- The Washington Times - Wednesday, September 1, 2004

The Bush campaign yesterday filed a lawsuit in federal court to force the Federal Election Commission to take action against the so-called 527 groups that are collecting and spending unlimited amounts of money to influence this year’s presidential election.

“To prevent these 527s from continuing to violate federal election law, we have asked the federal court to step in and order the FEC to act,” campaign attorney Tom Josefiak said.

Tax-exempt 527 groups, named for the section of the IRS code that regulates them, have no spending and fund-raising caps and don’t have to disclose their donors to the FEC.

Congress overhauled federal election laws in 2002 when it passed the Bipartisan Campaign Finance Reform Act (BCRA), also known as the McCain-Feingold bill after the two senators who sponsored the legislation.

The BCRA prevents political parties from using unlimited and undisclosed contributions, also called soft money. Since then a crop of organizations formed under the 527 code have emerged, taking millions from unions, corporations and private donors to influence the 2004 elections.

Mr. Josefiak said that despite a recent ruling to rein in the activities of the groups, the FEC has given no public indication that it will act on the complaints.

“The partial regulations they put out do not adequately state the threshold for when an organization’s major purpose is to influence federal elections,” he added.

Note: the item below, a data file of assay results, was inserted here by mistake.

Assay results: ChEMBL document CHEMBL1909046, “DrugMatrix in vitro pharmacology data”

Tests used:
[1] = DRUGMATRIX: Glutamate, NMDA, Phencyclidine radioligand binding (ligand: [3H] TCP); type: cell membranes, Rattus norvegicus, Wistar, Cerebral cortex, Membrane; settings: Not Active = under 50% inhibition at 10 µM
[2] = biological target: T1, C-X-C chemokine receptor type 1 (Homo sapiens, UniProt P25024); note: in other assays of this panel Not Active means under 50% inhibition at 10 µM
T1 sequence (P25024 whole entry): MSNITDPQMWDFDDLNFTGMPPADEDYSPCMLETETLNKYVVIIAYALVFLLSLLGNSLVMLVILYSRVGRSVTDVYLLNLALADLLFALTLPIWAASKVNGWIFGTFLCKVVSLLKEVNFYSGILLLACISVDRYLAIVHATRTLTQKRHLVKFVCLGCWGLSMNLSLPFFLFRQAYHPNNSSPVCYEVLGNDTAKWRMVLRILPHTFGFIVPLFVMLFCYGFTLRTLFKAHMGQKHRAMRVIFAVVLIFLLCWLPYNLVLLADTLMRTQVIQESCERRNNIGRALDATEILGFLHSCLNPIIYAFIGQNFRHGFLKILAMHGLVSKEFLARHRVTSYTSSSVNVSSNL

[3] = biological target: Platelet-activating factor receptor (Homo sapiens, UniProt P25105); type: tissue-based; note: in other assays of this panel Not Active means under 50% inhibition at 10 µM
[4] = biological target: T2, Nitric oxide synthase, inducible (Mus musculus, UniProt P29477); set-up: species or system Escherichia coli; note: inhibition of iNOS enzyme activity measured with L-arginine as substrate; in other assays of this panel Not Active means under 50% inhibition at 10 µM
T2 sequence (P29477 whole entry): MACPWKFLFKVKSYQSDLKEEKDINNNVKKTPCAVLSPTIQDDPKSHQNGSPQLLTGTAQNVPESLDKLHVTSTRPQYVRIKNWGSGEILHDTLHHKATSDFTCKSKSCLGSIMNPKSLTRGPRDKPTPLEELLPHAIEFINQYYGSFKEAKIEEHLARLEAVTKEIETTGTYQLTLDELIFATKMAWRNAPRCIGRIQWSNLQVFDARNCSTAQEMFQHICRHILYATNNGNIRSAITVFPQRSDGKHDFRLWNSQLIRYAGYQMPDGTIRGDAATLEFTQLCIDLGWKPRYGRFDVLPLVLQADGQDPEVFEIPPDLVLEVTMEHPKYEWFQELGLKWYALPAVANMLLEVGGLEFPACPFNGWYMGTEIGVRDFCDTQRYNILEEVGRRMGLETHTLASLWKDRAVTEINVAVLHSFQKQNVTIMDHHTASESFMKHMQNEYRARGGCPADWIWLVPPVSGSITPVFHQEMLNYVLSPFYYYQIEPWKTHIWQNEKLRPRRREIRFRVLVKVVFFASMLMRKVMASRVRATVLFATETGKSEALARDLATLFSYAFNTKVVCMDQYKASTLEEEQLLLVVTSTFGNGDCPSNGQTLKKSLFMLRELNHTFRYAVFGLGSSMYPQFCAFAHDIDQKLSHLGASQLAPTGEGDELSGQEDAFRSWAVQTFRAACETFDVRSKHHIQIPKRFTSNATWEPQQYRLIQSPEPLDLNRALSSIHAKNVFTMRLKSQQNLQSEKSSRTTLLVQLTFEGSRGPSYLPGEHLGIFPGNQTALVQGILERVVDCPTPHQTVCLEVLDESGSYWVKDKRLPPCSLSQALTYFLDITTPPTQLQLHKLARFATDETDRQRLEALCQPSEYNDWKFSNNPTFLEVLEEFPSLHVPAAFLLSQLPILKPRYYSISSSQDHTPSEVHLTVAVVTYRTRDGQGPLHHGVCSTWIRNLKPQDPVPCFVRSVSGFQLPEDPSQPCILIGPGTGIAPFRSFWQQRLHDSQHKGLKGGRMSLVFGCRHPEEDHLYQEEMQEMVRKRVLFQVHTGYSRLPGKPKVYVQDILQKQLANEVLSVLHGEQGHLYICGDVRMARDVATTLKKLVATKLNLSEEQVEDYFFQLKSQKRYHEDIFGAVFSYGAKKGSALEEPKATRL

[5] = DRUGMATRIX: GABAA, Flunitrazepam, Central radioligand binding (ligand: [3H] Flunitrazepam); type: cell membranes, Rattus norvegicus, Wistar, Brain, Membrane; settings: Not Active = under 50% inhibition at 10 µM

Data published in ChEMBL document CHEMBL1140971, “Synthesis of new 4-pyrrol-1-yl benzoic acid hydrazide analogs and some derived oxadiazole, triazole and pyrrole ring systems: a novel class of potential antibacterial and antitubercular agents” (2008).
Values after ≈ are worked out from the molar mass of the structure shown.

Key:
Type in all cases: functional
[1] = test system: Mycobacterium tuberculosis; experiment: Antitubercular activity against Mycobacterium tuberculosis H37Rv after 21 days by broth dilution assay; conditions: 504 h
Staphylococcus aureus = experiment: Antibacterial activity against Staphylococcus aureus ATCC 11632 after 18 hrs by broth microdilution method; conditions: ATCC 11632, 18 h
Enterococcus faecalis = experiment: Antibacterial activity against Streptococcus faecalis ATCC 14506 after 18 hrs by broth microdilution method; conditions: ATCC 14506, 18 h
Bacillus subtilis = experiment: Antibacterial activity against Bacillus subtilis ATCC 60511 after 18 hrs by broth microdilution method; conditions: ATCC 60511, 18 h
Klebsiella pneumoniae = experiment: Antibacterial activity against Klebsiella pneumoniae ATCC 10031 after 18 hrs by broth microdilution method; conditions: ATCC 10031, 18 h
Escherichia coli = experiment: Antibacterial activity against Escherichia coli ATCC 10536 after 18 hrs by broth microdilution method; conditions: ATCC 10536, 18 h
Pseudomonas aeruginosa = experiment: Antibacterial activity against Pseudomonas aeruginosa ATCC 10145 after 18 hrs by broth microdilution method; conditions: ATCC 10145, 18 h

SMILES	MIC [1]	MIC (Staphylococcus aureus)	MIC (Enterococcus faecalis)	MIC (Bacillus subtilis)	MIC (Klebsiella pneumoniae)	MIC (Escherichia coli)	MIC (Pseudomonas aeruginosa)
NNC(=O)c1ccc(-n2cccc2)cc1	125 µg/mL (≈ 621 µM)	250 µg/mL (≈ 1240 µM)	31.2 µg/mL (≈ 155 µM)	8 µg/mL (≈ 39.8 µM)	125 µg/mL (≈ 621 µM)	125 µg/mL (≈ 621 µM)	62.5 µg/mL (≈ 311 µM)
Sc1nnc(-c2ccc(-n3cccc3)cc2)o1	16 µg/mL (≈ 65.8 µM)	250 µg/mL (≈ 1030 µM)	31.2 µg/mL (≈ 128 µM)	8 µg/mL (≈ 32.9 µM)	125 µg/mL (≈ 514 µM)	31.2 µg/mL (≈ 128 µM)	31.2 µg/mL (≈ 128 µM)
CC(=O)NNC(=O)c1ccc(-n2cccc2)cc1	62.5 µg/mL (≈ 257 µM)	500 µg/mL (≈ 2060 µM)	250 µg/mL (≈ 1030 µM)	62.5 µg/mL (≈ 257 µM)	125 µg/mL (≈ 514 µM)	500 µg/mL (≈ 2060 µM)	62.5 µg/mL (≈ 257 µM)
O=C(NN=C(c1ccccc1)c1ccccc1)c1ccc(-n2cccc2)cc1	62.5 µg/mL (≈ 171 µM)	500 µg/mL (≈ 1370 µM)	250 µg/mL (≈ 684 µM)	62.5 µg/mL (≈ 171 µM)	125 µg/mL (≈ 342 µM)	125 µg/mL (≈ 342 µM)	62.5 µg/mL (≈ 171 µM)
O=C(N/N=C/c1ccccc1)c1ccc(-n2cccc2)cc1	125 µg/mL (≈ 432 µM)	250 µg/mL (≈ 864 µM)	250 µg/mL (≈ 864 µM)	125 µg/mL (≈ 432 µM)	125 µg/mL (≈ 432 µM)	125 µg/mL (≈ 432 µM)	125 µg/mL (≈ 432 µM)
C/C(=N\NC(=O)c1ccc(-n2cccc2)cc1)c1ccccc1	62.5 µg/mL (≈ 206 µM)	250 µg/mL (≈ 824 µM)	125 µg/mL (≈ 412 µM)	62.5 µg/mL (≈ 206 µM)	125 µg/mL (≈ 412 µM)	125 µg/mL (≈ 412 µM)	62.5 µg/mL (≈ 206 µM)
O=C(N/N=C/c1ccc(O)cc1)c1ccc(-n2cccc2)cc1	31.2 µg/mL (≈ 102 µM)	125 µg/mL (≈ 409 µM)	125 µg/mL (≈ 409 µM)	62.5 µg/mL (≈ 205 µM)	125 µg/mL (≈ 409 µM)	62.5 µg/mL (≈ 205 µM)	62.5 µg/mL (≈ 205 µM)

Under the new regulations, once a 527 group solicits $1,000, saying that the money will be used to elect or defeat a federal candidate, it will be considered a “political committee” and must register with the FEC and face fund-raising limitations.

The new rules also say if such a group runs an ad that mentions a federal candidate, it must use at least 50 percent hard money, or funds that must be disclosed and are limited for individuals and banned for corporations and unions.

However, the rules won’t take effect until the 2006 election cycle.

Republican FEC Commissioner Michael E. Toner said the agency took a small but positive step in the August rulings.

“The most important issue in campaign finance today is determining under what circumstances should the 527s be considered political committees,” said Mr. Toner, who couldn’t comment on yesterday’s lawsuit.

Meanwhile, President Bush said last week he would join the bipartisan coalition of congressmen — Republicans Rep. Christopher Shays of Connecticut and Sen. John McCain of Arizona and Democrats Rep. Martin T. Meehan of Massachusetts and Sen. Russell D. Feingold of Wisconsin — in their legal battle to stop the activities of the 527s.

Sen. Trent Lott, Mississippi Republican, said Congress will have little time to deal with the FEC and 527s once it returns from summer recess next week, and will wait until the court rulings before taking action early next year.

“I do think we need to look at these 527s. It is partial to our role in passing BCRA. It is happening just as I thought it would, with the soft money oozing out to somewhere else, and I have been concerned that the FEC has not stepped up to adequately regulate these groups,” said Mr. Lott, chairman of the Senate Rules and Administration Committee, which has oversight of federal election law.

He said the ultimate answer is “full disclosure, no limits but full disclosure from the 527s, so we know who and where the money is coming from.”

Ohio Republican Rep. Bob Ney, who like Mr. Lott opposed the campaign-finance legislation, called it the “worst piece of legislation passed by Congress in recent history.”

“It is nothing but sheer hubris on the part of supporters of McCain-Feingold to simply blame the FEC, while shirking all responsibility for a political system now dominated by unaccountable organizations and foreign billionaires,” said Mr. Ney, who heads the Committee on House Administration.

But the bicameral coalition of lawmakers who championed the legislation has argued in its lawsuit that the FEC has misinterpreted long-standing campaign-finance laws interpreted by the Supreme Court.

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